Renato, a Thanksgiving turkey? You are Italian, you cannot cook a turkey, you should have tried with a pizza, lasagne or some spaghetti.
This is a message I received from a friend after showing how to cook a Thanksgiving turkey according to Amazon Rekognition. I accept the challenge. Here is how to cook Spaghetti Aglio e Olio, a typical and widely popular dish of Neapolitan cuisine, with Amazon Rekognition. With very similar after-lunch considerations.
You can find all the details and original steps on RecipesFromItaly.
This is a tech recipe using Amazon Rekognition, a service that simplifies operational media analysis tasks by providing fully managed, purpose-built APIs powered by ML. At your peril, if you do not understand how the APIs work and how to manage confidence levels.
- First, we recommend that you cook the pasta, bringing plenty of water to a boil in a cooking pan. This is really quick and easy, right?
- While the pasta is cooking, clean the garlic cloves. With a toothbrush. It's called reuse, no single-use plastic anymore. The older the toothbrush, the better.
- Then take the red chilies and cut them into thin slices. With a dagger. Who knew that fighting knives were so versatile?
- Heat 6 tablespoons of extra virgin olive oil on your plate. Add sliced garlic and sauté for about 2 minutes. Be careful that they don’t burn. Your hands, of course.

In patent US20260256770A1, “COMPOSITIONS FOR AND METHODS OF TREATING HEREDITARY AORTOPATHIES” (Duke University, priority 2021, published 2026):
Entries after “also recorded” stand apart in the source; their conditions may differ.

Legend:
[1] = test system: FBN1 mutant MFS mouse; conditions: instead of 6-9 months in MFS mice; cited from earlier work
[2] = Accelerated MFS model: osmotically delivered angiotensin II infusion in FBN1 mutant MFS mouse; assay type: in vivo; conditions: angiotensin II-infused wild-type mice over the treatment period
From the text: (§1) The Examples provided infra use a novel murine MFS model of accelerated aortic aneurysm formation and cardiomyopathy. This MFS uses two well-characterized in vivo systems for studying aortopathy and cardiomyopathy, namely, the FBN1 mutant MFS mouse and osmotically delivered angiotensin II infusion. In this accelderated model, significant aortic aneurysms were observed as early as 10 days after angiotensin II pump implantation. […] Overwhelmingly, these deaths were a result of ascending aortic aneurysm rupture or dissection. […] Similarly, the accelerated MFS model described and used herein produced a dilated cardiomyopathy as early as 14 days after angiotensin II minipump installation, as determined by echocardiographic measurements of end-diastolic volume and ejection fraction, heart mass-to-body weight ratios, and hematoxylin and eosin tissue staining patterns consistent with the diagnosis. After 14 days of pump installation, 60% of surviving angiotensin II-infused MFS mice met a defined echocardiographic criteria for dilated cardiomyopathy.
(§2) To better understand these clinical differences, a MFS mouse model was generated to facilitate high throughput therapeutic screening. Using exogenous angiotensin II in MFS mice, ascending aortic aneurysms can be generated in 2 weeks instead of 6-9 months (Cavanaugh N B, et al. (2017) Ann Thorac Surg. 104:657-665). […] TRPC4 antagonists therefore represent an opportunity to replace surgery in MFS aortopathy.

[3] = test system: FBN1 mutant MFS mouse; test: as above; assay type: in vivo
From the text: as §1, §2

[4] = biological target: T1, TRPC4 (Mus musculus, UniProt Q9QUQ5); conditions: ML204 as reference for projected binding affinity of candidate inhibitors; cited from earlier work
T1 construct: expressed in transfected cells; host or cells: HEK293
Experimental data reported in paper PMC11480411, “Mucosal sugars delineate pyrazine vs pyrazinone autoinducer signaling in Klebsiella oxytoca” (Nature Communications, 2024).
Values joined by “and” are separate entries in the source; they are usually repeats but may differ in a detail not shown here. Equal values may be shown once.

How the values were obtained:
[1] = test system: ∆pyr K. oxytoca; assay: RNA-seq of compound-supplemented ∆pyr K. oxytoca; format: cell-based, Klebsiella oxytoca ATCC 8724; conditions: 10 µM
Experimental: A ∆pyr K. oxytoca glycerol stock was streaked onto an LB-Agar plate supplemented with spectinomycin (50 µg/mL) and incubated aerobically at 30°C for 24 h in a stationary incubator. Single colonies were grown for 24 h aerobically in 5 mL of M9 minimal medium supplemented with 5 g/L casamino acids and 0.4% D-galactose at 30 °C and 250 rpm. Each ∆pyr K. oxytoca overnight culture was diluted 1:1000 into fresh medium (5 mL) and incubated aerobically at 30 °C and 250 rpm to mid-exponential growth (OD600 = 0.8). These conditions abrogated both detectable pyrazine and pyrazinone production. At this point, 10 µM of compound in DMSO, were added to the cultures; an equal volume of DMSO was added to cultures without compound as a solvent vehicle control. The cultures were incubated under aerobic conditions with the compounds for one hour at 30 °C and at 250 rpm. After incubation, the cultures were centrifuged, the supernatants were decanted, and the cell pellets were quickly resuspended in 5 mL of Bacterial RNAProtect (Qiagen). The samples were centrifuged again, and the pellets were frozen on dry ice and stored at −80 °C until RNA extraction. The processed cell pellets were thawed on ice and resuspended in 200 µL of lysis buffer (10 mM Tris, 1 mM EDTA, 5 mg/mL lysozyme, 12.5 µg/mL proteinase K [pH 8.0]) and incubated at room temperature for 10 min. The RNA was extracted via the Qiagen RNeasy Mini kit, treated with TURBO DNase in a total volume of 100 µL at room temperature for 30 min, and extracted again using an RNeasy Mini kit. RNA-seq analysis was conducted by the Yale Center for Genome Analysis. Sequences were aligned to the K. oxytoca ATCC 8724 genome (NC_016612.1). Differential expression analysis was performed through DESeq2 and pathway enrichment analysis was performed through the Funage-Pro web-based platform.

- Cook the pasta al dente. When in Rome, do as the Romans do. Cook the pasta in a cup.
- Always make sure you choose ingredients of excellent quality, and do not forget your pills and good chopsticks. How else would you eat pasta?
This is a parody, you can read the steps on how to really cook Spaghetti Aglio e Olio on RecipesFromItaly which owns the rights to the images used in this unconventional test. All the screenshots above are taken from the Amazon Rekognition console.
Given the low quality of the images, the weird challenge, and the likely little training of the algorithm for food recipes, Amazon Rekognition did remarkably well in labeling images. But always remember to validate the results of your ML data, specifying a safe minimum confidence level while making API requests to Amazon Rekognition or you might end up eating spaghetti with chopsticks.
Each label has an associated level of confidence, a number between 0 and 100 that indicates the probability that a given prediction is correct, do not just pick the first or highest label in the result set. Understanding the BoundingBox is critical too.
using a threshold of 99% or more for use cases where the accuracy of classification could have any negative impact on the subjects of the images.
Buon appetito! And be careful with that dagger.
Questions? Comments? Contact me.